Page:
small business week

marla trollanBy Marla Trollan

Utah small businesses have demonstrated their commitment to their customers, communities and employees during this pivotal time in our nation’s history. At the same time, extreme demands have been placed on them as they have had to figure out how to survive financially for their businesses, their employees and their families.

Thankfully, Utah small businesses have had access to unprecedented resources provided through the U.S. Small Business Administration (SBA).  In response to the COVID-19 crisis, the SBA implemented a critically important new program, the Paycheck Protection Program (PPP), and enhanced one of its existing programs, the Economic Injury Disaster Loan (EIDL) Program, which now includes an advanced grant component.

The success stories in this issue of The Enterprise Small Business Focus highlight three different businesses doing extraordinary things for their communities and employees while dealing with their own economic and health challenges.

Ogden’s Own Distillery converted its production processes to start making much-needed hand sanitizer instead of its normal assortment of spirits. The company has been donating a portion of its earnings to several local charities. The owner participated in SBA’s PPP program and has received funds to help keep employees working.

Coleman Knitting Mills transitioned from producing letter jackets and cheer wear to fabricating hospital gowns and masks, using inventory they had on hand. The owners have used SBA resources in the past to help grow their business.

Sweet Cravings in Moab converted its bakery and bistro into a grocery store almost overnight to help bridge the gap for residents in need of food and cleaning staples. The owner applied for loans under both the PPP and EIDL programs and has already received funds from the PPP.

One of the main purposes of SBA’s Paycheck Protection Program is to provide a direct incentive to small-business owners to keep their workers on the payroll. SBA will forgive the loans if the small-business owners maintain the number and compensation level of employee for eight weeks and the money is used for payment of payroll, rent, utilities and/or mortgage interest.

As of April 16, SBA’s 4,975 participating lenders approved 1,661,367 PPP loans throughout the country. In Utah, SBA’s participating lenders approved 21,257 PPP loans for a total of almost $3.7 billion. This volume represents more than 17 times what is normally processed in the state in a year. About 74 percent of all PPP loans have been approved in an amount of $150,000 or less.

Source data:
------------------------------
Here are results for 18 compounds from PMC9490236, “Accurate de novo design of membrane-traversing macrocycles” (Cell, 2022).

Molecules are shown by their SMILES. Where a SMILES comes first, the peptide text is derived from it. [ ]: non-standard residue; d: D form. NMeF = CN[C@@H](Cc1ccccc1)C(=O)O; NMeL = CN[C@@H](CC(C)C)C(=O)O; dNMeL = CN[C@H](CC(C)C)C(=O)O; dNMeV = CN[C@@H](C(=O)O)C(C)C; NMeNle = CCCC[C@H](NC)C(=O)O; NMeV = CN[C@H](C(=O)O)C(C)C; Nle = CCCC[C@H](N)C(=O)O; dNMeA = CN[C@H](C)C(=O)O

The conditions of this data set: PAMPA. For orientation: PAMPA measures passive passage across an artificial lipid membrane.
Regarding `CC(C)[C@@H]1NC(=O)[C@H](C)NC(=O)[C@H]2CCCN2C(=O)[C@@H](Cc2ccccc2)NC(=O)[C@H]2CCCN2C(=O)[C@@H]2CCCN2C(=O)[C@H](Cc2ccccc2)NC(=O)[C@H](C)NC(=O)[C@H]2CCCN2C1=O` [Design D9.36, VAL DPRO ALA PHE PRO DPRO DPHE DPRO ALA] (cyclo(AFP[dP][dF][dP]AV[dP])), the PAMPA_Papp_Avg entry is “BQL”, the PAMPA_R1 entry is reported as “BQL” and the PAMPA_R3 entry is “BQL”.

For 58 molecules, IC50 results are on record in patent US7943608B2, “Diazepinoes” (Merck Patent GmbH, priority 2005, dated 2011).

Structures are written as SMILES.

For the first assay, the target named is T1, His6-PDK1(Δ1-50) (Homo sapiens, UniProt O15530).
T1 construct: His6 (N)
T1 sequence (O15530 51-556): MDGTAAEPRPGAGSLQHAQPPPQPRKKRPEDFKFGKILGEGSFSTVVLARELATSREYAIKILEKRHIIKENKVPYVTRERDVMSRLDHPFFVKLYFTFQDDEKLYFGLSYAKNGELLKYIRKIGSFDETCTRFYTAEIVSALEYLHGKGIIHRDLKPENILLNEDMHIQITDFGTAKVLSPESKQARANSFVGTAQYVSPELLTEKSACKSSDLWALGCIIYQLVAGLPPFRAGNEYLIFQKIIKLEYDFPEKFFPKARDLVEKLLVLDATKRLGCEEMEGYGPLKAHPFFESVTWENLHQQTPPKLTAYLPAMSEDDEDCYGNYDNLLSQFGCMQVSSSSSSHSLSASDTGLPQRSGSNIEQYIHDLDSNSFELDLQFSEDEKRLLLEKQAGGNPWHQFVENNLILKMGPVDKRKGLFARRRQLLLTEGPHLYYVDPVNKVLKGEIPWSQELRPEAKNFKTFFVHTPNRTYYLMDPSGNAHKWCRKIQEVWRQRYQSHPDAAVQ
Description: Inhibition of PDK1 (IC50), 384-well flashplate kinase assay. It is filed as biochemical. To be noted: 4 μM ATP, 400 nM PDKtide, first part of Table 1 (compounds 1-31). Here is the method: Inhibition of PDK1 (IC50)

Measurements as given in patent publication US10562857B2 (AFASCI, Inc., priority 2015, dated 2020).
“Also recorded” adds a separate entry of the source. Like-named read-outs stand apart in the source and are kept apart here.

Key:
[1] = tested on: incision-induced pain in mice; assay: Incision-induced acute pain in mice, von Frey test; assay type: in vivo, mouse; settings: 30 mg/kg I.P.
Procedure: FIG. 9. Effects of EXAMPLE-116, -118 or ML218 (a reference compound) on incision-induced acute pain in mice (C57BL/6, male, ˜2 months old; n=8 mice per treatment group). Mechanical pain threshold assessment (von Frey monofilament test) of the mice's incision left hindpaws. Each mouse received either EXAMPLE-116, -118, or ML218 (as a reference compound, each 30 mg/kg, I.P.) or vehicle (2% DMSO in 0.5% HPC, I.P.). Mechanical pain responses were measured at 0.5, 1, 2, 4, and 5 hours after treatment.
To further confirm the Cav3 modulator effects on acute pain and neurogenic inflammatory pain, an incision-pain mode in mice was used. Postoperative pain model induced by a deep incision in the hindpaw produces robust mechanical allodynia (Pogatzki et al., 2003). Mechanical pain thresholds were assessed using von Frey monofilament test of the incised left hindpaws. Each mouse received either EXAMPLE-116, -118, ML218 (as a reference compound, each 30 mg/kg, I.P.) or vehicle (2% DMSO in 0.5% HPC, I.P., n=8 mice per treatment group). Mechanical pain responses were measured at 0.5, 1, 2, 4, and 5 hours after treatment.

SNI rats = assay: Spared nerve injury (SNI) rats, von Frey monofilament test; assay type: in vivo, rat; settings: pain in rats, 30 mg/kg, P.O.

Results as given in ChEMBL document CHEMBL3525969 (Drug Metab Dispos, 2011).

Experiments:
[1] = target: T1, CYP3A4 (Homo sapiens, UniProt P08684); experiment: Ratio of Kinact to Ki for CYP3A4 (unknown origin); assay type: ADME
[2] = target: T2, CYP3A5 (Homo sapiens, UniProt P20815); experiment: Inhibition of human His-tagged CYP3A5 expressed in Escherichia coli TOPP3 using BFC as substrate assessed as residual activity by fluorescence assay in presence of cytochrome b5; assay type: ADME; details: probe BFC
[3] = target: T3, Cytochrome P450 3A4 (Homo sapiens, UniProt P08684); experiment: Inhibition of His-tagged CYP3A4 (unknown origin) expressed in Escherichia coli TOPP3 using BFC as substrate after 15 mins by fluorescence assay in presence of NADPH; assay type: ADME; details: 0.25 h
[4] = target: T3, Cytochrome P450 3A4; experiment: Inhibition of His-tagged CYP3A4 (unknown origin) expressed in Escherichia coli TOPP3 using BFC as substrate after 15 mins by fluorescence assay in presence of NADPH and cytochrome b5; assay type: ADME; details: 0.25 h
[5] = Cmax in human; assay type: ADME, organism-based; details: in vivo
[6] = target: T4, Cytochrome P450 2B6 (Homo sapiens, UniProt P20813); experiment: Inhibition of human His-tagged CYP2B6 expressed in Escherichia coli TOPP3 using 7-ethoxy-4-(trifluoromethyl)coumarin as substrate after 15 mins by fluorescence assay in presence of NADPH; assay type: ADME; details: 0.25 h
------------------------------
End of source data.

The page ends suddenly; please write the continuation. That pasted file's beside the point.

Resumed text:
As a result of the COVID-19 pandemic, small-business owners are also eligible to apply directly to SBA for an Economic Injury Disaster Loan, including an advance of up to $10,000 that does not need to be repaid. These loans will provide much-needed economic relief to businesses that are currently experiencing a temporary loss of revenue.

This EIDL program is for small businesses with less than 500 employees, including sole proprietorships, independent contractors, self-employed persons, private nonprofit organizations and farm and other agricultural-related businesses affected by COVID-19.

As of April 20, 2020, SBA has approved 26,919 EIDL loans totaling $5,566,913,788 nationwide. In Utah, 339 EIDL loans were approved totaling $74,665,900. Nationally, SBA processed 755,476 EIDL advances totaling $3,293,963,000. In Utah, the number of advances processed was 6,436 for a total of $30,419,000.

After this crisis comes to an end, getting back to our routines will continue to be a major challenge for many individuals and businesses. Even so, I know that resilient Utahns will continue to look for new opportunities, look out for each other and will prosper again.

The SBA Utah District Office will continue to work with you and our resource partners to answer your questions and help you access the resources you need. Please direct your questions to utahgeneral@sba.gov or call (801) 524-3209.

For additional resources, smallbusiness owners are encouraged to visit www.sba.gov/coronavirus, and please remember to follow us @SBA_UT and subscribe to our newsletter at www.sba.gov/ut under email updates.

Marla Trollan is the SBA’s Utah District Office director based in Salt Lake City. 

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